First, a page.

chest workouts

Why You Should Bench Press More Often in CrossFit Training

While many CrossFit athletes favour overhead pulling and pressing, frontal shoulder strength is often neglected in training, leading to shoulder strength imbalances.

At this point in CrossFit, most gyms will have a strength training element within the hour’s training, before doing the WOD. Typically, gyms focus on the Squat, Clean & Jerk, Push Press, Snatch, or Deadlift.

It is not typical to see many CrossFit gyms program Bench Press, either in the strength portion of the workout or in the WOD itself. This is likely part of a precedent set by the first few years of CrossFit demonizing anything that looked like bodybuilding.

While no one currently has a problem with the Bench Press, it’s still not a common lift in the CrossFit box.

I want to see this change, as bench pressing has the potential to build stronger overhead lifts and more functional shoulders.

The downfall of the current training style

The current CrossFit training style tends to favour going overhead both with pulling and pressing. This is great because it has got many people to increase their overhead mobility, which was sorely needed.

The shoulders, however, need to be trained in “frontal” pulling and pressing, to make sure that the muscles surrounding the shoulder, the chest, lats, and upper back are healthy and strong like the delts and triceps are.

Frontal pulling and pressing that is commonly seen in CrossFit are movements like the Push-Up, and the Ring Row. However, those are typically seen as Scaled options for Pull-Ups and Handstand Push-Ups, so once someone gets to the point where they can do the RX version, they stop doing these frontal pulling and pressing movements.

Because of this, the average CrossFit athlete tends to have weak chest and lats, which can be a spell for injury down the road.

How to Implement Bench Press in Your Box

The Bench Press can be one of the best ways to fix a weak chest and lats and, if done correctly, will carry over to your overhead lifts by creating a more stable shoulder.

If you’ve never or rarely implement the Bench Press, then try a variation of the Texas Method: one day per week for 8 weeks, try a progression where you do 5 sets of 5 reps at about 70% of your 1 rep max, or a “light to moderate weight” which should feel easy for every set.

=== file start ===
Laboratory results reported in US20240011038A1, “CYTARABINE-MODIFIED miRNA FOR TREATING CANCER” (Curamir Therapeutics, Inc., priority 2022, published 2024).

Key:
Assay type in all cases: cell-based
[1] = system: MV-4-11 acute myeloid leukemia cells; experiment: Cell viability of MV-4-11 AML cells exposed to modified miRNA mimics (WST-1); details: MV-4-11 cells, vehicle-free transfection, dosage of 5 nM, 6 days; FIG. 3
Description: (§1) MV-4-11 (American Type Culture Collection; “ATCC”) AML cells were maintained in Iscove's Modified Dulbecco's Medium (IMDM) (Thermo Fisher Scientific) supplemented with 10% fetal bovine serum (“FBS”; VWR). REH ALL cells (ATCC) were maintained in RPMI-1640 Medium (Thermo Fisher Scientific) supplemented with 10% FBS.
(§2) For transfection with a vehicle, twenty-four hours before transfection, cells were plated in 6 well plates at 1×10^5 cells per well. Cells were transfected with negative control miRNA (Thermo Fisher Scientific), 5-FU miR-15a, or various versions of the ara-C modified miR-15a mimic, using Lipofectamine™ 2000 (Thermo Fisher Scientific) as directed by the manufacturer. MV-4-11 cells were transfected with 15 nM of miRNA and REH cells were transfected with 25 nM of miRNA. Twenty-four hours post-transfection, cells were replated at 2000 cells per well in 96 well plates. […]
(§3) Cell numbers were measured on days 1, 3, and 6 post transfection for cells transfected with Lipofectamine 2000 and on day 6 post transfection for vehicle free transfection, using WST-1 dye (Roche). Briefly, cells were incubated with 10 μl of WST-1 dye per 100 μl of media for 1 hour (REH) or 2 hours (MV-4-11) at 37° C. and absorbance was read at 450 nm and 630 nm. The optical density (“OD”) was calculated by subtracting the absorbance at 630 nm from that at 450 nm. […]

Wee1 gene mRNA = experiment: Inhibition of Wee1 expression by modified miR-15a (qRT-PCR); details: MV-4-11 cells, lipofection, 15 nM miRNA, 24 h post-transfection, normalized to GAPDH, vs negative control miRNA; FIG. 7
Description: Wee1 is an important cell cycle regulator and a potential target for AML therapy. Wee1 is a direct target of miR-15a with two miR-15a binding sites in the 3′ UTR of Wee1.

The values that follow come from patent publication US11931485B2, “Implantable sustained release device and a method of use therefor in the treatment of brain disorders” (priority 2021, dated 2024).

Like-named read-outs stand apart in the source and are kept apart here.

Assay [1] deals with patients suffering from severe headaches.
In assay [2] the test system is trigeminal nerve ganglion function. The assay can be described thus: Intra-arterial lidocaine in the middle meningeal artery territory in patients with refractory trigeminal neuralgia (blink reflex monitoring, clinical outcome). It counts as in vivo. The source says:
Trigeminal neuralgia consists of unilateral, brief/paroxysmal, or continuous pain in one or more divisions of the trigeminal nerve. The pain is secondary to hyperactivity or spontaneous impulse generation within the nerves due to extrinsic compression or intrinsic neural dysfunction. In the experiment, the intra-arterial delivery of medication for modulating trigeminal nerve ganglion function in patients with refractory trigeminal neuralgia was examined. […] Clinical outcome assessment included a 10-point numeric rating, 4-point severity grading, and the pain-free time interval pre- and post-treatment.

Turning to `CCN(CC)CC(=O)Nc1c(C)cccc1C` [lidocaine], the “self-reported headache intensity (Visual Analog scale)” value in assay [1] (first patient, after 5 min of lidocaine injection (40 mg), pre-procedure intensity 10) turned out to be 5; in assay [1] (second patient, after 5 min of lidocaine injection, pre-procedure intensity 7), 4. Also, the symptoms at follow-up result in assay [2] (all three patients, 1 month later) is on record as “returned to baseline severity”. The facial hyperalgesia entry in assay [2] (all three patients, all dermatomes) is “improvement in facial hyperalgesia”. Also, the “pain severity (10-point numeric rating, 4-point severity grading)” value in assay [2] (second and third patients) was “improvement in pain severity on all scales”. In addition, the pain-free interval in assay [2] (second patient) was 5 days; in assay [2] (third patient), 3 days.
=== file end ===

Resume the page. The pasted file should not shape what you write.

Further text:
Then each week add 2.5-5kg, and by the end of the 8 weeks, everyone will be setting PR’s! If your gym doesn’t have benches, then sub them out for the Floor Press and you’ll get similar benefits.

 

 
 
 
 
 
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If you want to get the most out of your time, then between sets of bench press, do a set of 8-12 heavy dumbbell or barbell rows. This will help you build a strong back along with the strong chest!

CrossFit Bench Press Workout

PUMP SESH TRIPLET

3 Rounds for Time:

  • 2/1 Legless Rope Climbs (18 ft)
  • 15 Dumbbell Bench Presses (2×70/50 lb)
  • 9 Dumbbell Thrusters (2×70/50 lb)

Time Cap: 8 minutes

Scaling

3 Rounds for Time:

  • 2/1 Rope Climbs (15 ft)
  • 15 Dumbbell Bench Presses (2×40/25 lb)
  • 9 Dumbbell Thrusters (2×40/25 lb)

Pump Sesh Triplet was the 4th of 8 total WODs for the 2019-2020 Wodapalooza Miami Sanctional competition.

Want to take your Bench Press to the next level? Check out the “Moose Method” 6 Week Bench Program that I co-wrote with JUCO Football player, Sam Neely. We used this program to take him from a 168kg/370lb Bench Press to a 183kg/405lbs Bench Press in 6 weeks.


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